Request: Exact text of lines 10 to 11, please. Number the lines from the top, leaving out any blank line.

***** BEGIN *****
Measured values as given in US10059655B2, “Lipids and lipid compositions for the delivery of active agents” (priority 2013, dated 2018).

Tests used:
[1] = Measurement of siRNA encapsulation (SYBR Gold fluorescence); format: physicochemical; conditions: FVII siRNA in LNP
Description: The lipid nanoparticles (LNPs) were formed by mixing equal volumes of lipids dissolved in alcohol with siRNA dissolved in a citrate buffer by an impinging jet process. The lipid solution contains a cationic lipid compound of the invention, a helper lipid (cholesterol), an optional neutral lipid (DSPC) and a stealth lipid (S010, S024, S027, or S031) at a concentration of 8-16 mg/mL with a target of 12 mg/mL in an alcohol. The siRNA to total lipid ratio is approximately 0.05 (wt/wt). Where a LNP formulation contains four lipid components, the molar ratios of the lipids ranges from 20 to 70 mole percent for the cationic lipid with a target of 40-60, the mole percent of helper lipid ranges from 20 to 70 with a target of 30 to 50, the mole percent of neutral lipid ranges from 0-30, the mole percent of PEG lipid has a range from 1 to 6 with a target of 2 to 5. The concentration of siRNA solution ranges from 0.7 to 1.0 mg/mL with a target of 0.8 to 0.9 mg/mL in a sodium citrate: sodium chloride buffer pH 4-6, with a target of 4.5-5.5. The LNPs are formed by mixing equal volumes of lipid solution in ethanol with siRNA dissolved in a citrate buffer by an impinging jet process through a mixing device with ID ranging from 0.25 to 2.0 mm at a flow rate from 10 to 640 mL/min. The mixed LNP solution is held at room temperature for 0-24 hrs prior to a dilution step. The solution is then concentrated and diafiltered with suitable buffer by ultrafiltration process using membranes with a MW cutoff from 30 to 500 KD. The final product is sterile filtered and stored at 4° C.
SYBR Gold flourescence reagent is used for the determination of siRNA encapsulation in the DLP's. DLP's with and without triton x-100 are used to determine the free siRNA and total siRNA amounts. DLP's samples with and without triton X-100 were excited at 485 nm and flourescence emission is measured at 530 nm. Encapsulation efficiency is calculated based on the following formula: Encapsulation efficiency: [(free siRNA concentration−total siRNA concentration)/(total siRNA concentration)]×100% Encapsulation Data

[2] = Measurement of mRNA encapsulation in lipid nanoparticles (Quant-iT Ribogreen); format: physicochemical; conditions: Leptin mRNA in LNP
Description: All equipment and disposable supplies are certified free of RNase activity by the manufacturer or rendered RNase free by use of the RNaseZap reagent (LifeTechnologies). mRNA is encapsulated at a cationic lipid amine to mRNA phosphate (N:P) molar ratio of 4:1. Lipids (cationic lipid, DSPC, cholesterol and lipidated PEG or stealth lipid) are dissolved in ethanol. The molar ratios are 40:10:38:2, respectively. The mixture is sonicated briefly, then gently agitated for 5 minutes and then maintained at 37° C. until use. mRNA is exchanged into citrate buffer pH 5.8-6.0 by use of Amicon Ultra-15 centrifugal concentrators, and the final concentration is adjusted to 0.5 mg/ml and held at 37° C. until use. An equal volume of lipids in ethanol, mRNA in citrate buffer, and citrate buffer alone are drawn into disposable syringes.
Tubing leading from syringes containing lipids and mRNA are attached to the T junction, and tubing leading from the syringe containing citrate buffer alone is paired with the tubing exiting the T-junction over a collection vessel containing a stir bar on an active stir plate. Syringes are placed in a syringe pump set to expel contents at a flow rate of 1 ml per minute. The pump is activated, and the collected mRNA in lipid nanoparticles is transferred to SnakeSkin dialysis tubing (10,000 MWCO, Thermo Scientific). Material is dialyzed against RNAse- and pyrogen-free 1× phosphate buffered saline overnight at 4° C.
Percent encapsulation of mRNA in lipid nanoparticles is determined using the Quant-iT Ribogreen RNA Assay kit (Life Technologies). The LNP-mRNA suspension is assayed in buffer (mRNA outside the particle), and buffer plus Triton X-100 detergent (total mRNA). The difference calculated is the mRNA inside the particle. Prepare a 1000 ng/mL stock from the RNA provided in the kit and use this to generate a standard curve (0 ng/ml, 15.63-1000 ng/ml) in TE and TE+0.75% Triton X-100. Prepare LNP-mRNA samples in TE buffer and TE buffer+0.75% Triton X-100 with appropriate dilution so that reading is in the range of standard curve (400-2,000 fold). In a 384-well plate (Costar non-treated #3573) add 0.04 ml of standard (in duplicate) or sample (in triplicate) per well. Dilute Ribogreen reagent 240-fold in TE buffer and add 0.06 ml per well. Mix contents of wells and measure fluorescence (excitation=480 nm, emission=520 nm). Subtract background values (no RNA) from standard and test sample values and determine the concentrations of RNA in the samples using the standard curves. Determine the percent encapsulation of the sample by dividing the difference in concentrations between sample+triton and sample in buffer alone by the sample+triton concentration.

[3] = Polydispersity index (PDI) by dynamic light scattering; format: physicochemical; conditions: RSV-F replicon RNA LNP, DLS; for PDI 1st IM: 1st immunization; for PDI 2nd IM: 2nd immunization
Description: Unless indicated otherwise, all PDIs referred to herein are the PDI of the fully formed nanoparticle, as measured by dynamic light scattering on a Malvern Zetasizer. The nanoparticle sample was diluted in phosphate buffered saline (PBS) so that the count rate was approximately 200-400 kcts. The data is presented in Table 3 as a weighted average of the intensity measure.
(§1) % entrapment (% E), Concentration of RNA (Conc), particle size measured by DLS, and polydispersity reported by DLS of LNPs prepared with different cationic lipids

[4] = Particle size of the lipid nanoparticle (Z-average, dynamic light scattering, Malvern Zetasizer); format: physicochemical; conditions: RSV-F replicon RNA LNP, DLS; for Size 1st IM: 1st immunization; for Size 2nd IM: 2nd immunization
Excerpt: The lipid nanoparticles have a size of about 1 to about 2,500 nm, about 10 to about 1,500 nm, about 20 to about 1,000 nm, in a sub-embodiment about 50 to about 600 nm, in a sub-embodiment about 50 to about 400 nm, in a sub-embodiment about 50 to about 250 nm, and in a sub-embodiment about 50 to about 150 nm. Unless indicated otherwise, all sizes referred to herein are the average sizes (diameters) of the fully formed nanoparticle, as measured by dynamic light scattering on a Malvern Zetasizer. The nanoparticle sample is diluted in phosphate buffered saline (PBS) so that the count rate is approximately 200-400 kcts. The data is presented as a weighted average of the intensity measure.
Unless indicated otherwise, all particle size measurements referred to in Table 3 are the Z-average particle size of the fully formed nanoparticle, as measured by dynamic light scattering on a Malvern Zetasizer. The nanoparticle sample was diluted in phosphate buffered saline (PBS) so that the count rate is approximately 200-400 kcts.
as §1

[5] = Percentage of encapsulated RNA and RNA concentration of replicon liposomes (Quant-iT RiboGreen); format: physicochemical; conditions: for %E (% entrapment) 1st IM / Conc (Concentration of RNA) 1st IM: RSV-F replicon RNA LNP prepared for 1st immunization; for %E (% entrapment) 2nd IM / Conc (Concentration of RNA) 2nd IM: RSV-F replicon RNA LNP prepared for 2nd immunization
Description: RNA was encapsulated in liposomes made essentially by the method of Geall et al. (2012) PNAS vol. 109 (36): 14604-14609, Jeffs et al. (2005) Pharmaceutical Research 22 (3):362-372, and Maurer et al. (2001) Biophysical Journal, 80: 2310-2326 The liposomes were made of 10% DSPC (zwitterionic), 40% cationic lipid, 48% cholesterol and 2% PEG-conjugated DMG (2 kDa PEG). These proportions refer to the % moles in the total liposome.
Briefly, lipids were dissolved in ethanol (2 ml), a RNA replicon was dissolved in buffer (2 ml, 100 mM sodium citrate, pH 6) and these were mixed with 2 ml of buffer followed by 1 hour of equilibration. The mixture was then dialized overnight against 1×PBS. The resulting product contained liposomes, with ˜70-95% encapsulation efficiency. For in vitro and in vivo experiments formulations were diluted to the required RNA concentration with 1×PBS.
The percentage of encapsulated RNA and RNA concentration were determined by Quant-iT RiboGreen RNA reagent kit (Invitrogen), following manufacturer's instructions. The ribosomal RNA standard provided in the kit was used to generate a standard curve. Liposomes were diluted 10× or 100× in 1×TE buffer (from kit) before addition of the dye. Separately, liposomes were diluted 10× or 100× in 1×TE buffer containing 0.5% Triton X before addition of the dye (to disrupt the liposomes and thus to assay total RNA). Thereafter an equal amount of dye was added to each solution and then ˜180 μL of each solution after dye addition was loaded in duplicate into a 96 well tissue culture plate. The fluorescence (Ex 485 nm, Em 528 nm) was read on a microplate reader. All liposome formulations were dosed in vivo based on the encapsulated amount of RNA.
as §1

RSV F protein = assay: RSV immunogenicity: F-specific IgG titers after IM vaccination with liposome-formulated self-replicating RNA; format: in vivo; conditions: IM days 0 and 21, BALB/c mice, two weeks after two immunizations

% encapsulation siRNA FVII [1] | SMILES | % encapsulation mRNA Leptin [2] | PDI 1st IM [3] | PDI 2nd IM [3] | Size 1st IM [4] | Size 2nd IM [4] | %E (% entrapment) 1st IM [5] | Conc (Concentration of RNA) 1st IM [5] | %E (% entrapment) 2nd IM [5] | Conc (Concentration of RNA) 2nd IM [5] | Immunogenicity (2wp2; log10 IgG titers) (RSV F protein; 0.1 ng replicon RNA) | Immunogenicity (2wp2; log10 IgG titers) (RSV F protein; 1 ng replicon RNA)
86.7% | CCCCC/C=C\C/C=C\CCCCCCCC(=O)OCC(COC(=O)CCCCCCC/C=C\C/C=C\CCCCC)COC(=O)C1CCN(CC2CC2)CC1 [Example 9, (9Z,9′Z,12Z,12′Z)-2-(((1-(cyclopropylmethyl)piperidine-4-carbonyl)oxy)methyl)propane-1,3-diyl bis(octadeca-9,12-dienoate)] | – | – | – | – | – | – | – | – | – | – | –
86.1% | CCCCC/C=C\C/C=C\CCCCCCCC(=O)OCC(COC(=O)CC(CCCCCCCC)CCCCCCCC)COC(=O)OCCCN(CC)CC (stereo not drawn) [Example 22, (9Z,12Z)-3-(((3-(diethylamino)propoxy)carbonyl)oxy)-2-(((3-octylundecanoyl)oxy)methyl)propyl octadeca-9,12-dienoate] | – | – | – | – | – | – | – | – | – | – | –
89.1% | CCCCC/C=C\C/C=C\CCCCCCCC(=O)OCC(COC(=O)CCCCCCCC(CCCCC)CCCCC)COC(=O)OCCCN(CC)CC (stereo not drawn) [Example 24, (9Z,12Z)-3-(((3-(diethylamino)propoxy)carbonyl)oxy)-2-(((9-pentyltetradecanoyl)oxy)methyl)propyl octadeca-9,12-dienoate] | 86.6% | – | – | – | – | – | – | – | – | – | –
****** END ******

[3] = Polydispersity index (PDI) by dynamic light scattering; format: physicochemical; conditions: RSV-F replicon RNA LNP, DLS; for PDI 1st IM: 1st immunization; for PDI 2nd IM: 2nd immunization
Description: Unless indicated otherwise, all PDIs referred to herein are the PDI of the fully formed nanoparticle, as measured by dynamic light scattering on a Malvern Zetasizer. The nanoparticle sample was diluted in phosphate buffered saline (PBS) so that the count rate was approximately 200-400 kcts. The data is presented in Table 3 as a weighted average of the intensity measure.